This year, tens of thousands of people will subject themselves to:
(i) drowning and cold water; (ii) near-drowning and cold water; (iii) sprains; (iv) strains; (v) fractures; (vi) heat and cold injuries; (vii) over-use syndrome; (viii) injuries involving vehicles and caused by electrocution; (ix) animal bites and/or stings; (x) contact with poisonous plants; (xi) accidents involving, but not limited to, paddling, climbing, biking, hiking, skiing, snow shoeing, travel by boat, truck, car, encountering electrocution , or other convenience;(xii) heart attack and (xiii) the potential for permanent paralysis and/or death.
for… a generic medal or a badge?
The Spartan Race, incase you haven’t heard has blown up into a fad that everyone but your Mom is talking about. Well except my Mom who has strongly urged me on multiple occasions not to do the Spartan Race this Sunday at Mont Tremblant. “Why not just let yourself come in last?” she said this morning. I balk at the suggestion! I am the guy who as a kid on the playground would rather pull himself off the recess soccer field if I broke my leg than let the game be disturbed. I’m the guy that spent summer after summer since I was 12 training at the gym or going to bootcamps for a chance to make it to the NHL or as my hockey bros called it: “the Show.” I am also a victim of incredible new-age promotions from the marketers at Spartan Race.
They have convinced me, and many more like me, to run 5km and hop, skip and probably stumble around 10 obstacles that they won’t even tell me about. I expect something like jumping over fire, crawling through mud under barbed wire, and maybe even swinging over a mucky moat. When you sign up they say that all you will get is a t-shirt, a medal and bruises, but really all you get is a t-shirt, a medal and bruises.
Why the hell would anyone subject themselves to so much pain and discomfort? It is how the race is presented that turns off your biological danger meter and cranks up your survival clock.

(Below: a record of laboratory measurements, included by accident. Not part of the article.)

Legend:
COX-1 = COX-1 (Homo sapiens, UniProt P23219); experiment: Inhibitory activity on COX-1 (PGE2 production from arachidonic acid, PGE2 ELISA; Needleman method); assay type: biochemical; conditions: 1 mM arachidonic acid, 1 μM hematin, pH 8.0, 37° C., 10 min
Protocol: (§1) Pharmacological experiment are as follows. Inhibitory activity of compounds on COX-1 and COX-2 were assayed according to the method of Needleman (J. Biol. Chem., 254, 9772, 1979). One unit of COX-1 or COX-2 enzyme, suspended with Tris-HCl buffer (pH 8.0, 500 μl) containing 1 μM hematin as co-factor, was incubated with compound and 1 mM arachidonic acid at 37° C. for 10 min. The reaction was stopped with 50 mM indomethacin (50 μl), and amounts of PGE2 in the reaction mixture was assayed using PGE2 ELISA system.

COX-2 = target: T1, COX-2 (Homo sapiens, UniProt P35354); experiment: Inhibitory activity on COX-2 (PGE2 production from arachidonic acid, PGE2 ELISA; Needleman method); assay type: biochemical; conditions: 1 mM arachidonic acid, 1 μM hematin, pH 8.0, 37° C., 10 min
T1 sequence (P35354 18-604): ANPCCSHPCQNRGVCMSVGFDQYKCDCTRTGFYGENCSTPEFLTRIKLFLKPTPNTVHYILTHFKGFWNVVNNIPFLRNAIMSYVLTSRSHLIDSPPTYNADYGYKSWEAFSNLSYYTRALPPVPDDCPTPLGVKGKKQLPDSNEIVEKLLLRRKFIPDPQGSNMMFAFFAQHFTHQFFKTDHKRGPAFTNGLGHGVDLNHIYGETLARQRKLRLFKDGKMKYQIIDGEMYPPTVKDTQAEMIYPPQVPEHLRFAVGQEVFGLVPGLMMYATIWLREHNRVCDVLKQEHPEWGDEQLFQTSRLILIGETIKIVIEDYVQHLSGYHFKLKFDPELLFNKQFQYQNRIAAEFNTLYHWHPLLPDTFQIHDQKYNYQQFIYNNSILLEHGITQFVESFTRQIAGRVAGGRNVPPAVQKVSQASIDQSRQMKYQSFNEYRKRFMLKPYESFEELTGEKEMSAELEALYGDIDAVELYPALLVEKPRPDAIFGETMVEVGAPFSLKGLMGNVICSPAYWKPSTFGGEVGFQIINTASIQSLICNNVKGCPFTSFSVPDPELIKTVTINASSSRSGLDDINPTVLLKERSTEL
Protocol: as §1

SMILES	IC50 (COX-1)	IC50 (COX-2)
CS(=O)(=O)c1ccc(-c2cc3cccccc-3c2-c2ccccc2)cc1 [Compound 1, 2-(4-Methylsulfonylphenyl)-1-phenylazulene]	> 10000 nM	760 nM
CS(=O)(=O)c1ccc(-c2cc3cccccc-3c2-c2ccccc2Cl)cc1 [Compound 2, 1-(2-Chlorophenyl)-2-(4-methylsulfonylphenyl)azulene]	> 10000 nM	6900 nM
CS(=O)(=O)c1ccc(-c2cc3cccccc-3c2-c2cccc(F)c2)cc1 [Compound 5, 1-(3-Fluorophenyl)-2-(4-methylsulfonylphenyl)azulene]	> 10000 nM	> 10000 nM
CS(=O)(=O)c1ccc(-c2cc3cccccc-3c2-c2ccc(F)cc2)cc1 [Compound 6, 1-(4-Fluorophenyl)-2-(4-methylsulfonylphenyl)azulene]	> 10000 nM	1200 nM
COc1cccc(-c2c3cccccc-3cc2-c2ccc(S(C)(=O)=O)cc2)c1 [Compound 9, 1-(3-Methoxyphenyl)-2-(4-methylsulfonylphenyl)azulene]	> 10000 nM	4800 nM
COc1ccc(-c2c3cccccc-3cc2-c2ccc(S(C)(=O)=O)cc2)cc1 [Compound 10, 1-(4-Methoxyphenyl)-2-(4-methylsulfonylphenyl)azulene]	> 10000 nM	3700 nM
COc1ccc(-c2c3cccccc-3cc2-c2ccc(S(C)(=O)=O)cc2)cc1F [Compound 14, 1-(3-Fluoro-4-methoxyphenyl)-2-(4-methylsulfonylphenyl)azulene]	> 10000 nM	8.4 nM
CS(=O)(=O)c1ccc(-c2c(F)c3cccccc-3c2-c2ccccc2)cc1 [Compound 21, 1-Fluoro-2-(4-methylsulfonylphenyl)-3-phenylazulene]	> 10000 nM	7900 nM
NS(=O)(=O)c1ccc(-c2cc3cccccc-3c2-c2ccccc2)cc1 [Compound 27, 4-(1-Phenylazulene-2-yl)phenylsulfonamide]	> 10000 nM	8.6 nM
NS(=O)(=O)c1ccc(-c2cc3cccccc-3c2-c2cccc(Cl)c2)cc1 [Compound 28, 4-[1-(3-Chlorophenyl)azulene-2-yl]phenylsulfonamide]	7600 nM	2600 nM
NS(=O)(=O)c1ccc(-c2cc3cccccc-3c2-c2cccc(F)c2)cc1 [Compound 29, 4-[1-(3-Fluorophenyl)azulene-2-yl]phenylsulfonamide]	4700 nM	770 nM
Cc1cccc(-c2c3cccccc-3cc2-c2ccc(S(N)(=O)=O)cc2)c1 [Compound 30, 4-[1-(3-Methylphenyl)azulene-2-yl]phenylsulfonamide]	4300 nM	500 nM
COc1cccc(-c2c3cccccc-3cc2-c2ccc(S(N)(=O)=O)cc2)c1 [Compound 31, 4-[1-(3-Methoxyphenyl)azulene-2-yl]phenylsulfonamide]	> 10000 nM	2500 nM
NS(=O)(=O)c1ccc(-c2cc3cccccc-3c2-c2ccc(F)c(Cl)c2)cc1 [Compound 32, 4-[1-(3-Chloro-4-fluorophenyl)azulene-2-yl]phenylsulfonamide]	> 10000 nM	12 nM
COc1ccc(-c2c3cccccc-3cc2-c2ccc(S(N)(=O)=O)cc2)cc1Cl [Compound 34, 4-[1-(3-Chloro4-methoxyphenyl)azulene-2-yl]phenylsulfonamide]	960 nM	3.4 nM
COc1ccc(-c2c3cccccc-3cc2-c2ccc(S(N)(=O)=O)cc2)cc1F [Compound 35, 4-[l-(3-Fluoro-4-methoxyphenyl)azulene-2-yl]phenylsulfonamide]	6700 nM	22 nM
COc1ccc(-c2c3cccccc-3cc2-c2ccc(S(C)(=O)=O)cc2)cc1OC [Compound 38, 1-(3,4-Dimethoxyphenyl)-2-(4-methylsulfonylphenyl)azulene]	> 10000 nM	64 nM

Jaw-dropping HD videos with pump-up music and the most famous motivational speeches ever known to man can be found at Spartan Life. And I’m talking Ali, Rocky and that sick Al Pacino speech from Any Given Sunday. But that’s not all. Inspirational stories, and bone-bruising Workouts of the Day (#WOD) highlight the incredible website, Twitterfeed, and daily email digest. Even the white on black font screams out challenge!
No I am not being paid by Spartan Race to loft them high on a pedestal, it is out of an utter respect for their promotion, marketing and rhetoric that I am blogging about it. And, it is not Spartan Race alone that has figured out a way to get people to spend lots of money on injuring themselves. Extreme sports have done it for years. Marathons and super marathons and super duper ironman marathons speckle the map and are found in most of the world’s major cities.
Yet, the way that the Spartan Race, Peak.com and the Montreal-based workout community of Training Mobs have taken it to the next level is by incorporating social networking, or more specifically, the “hey have you checked this crazy shit out!?” tactic.
#WOD are always accompanied with a Twitter hashtag. You can search on Peak.com for “people like you” in your “network,” and click on profiles of other crazy athletes. On Training Mobs, the whole site is set up to be a social network for those wanting to go for runs together or catch the odd Cross Fit workout in a warehouse near you. Most importantly, you are encouraged to do these workouts or races as a team – getting you to do the recruiting and promotions for them.
Just because these strategies get the owners of these fit sheek enterprises your money, does not mean it is a bad thing. Instead of saying go for a jog 3 days a week around the block, they are demanding that you push it with every single workout that you do.
I challenge you to try one of the WOD. Run, chin-ups, sprints, burpees, squats, sprints, repeat, repeat, repeat.
The all too famous 300 workout, by the best get fit marketers in the business Men’s Health magazine, said to be the workout done by the actors in the film 300 to get insanely jacked, is still talked about today. Do people do these workouts on a consistent basis? Probably not. But who cares what other people do. It’s “Me Against the World” as Tupac said, right?
The idea of pushing it in your workouts will carry over to the rest of your life because you know what, life isn’t that hard for most people that enter these races or competitions. High Intensity Interval Training (HIIT) and jumping over fire is.
It must be funny to ask someone who’s life is hard. Who struggles paycheque to paycheque or even hunt to hunt in order to survive. What about those living in war torn places like Mogadishu, Somalia or in urban DRC? “Why the hell would you pay money to get bruises and risk your life for basically nothing?” I’ve been convinced by the epic marketing, now I guess I’ll know at the finish line on Sunday what the rest is all about.
Damn it! “You’ll know at the finish line” is the Spartan Race’s slogan. Sunk into the marketing genius again…